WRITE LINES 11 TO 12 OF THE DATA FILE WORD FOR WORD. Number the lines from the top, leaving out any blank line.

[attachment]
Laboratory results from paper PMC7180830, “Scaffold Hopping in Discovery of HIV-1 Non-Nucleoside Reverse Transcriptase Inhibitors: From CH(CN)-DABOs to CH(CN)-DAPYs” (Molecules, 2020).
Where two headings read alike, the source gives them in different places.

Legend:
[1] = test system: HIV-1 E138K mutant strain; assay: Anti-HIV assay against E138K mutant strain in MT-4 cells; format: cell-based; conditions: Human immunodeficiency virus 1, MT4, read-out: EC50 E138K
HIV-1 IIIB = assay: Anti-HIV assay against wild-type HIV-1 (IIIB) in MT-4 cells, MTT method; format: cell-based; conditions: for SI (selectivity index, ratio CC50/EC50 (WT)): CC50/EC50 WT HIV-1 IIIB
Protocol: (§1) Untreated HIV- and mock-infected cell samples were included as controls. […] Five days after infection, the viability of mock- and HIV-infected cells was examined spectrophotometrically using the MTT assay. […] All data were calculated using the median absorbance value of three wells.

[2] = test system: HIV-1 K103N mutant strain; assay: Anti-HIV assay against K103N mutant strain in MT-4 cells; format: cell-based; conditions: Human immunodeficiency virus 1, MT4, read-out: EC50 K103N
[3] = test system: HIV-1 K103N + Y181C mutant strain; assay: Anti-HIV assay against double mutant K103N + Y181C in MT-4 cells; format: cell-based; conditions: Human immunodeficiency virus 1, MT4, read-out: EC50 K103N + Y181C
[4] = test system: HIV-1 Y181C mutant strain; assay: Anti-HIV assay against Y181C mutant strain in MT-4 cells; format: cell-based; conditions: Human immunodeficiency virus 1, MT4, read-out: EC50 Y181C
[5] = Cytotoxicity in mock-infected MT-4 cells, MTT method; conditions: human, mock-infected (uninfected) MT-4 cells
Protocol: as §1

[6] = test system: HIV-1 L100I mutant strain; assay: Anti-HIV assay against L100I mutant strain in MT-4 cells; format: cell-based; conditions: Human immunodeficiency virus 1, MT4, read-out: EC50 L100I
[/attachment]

Protocol: as §1

[6] = test system: HIV-1 L100I mutant strain; assay: Anti-HIV assay against L100I mutant strain in MT-4 cells; format: cell-based; conditions: Human immunodeficiency virus 1, MT4, read-out: EC50 L100I